The Duchess of Sussex attended a roundtable discussion with the Association of Commonwealth Universities, of which she is patron.

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Meghan Markle is continuing her work of improving access to education across the world.

The royal mom, 38, attended a roundtable discussion with the Association of Commonwealth Universities, of which she is patron, at the University of Johannesburg on Tuesday. She met with academics and students to discuss the challenges faced by young women in accessing higher education.

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Meghan stepped out in one of her favorite styles — trench dress from Banana Republic. She paired the look with Stuart Weitzman suede pumps. She has worn the classic look on several occasions, including when she and Prince Harry introduced baby Archie to the world.

Student Tuni Mampame spoke afterwards about the “inspiring” duchess she met at the roundtable discussion.

“To know that somebody that looks like me, who is inspired as me, who possibly has the same background as me is actually thinking of that, is going for it and is getting the necessary support to change different aspects and different parts of our country and our continent. [I’m] Inspired, I think I’m going to use that word a lot today, inspired!”

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Meghan also announced a new series of gender grants from the Association of Commonwealth Universities and four new scholarships to help students study in different commonwealth countries, allowing cross cultural understanding and an opportunity to deepen their educational studies abroad.

“Sometimes access to education can seem so big, you wonder where to even begin?” Meghan said during the event. “So you begin with one student, or one school, you simply begin. And that’s when we see change.”

She continued by referencing a Martin Luther King Jr quote: “Take the first step… you don’t have to see the whole staircase, just take the first step.”

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On Sunday, Prince Harry visited the Nalikule College of Education in Malawi and saw the impact of U.K. investments to ensure that girls obtain at least 12 years of quality education. The project is supported by the Queen’s Commonwealth Trust, of which Harry is president and Meghan is vice-president.

Although the Duchess of Sussex didn’t physically make the trip with her husband, she did Skype in. As her face appeared on the screen, which was positioned for all to see, the group of young women burst into song — although Prince Harry appeared the most excited!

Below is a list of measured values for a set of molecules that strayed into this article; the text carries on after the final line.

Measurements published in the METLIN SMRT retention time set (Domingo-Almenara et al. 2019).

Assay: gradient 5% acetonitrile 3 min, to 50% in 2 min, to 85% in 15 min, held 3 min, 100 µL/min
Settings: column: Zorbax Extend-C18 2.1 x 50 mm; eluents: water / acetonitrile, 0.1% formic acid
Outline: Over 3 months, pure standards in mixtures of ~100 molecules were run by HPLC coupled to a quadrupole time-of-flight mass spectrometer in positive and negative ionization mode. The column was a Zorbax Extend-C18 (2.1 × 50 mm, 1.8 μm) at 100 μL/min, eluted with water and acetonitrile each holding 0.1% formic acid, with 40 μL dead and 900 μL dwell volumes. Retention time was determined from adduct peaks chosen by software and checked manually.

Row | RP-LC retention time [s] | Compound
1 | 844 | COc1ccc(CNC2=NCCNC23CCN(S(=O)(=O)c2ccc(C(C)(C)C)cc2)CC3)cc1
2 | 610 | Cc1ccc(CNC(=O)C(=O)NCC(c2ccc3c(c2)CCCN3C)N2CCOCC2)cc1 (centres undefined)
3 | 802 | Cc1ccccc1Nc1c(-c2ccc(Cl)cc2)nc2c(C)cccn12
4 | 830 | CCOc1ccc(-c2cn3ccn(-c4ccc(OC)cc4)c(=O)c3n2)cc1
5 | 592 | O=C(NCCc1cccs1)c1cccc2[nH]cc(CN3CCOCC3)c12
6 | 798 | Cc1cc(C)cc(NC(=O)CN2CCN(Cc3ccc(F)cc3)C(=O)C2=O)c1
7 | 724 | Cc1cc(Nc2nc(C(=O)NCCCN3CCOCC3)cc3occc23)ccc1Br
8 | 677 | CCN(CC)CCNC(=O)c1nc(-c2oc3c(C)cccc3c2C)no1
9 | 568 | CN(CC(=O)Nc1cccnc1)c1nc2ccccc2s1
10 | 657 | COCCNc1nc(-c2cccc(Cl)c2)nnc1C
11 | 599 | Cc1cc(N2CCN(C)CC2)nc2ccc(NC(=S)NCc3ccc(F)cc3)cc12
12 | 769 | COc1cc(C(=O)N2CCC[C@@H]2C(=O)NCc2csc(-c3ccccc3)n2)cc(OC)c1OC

Meghan told those gathered, “We’re just so proud as president and vice-president of the Queen’s Commonwealth Trust that we can support you in everything that you do because we cannot begin to express how valuable and vital that work is, we’re just incredibly proud to be part of it.”

Nearly one year ago, Meghan gave her first-ever royal tour speech on the subject of education at the University of the South Pacific in Suva, Fiji.

“Everyone should be afforded the opportunity to receive the education they want, but more importantly the education they have the right to receive. And for women and girls in developing countries, this is vital,” she said. “When girls are given the right tools to succeed, they can create incredible futures, not only for themselves but for all of those around them. And while progress has been made in many areas across the Commonwealth, there is always scope to offer more opportunities to the next generation of young adults, and specifically to young women.”

Meanwhile, Prince Harry is still in Malawi, where he is visiting the Mauwa Health Centre, Pharmacy in a Box and Youth Reproductive Health Outreach program. Through this projects, the UK and US have supported the introduction of solar-powered storage units to provide life-saving medicines where they are most needed.

He will then travel back to South Africa to meet Meghan and baby Archie in Johannesburgy, where they will wrap up their royal tour. The family of three will travel back to London on Wednesday.

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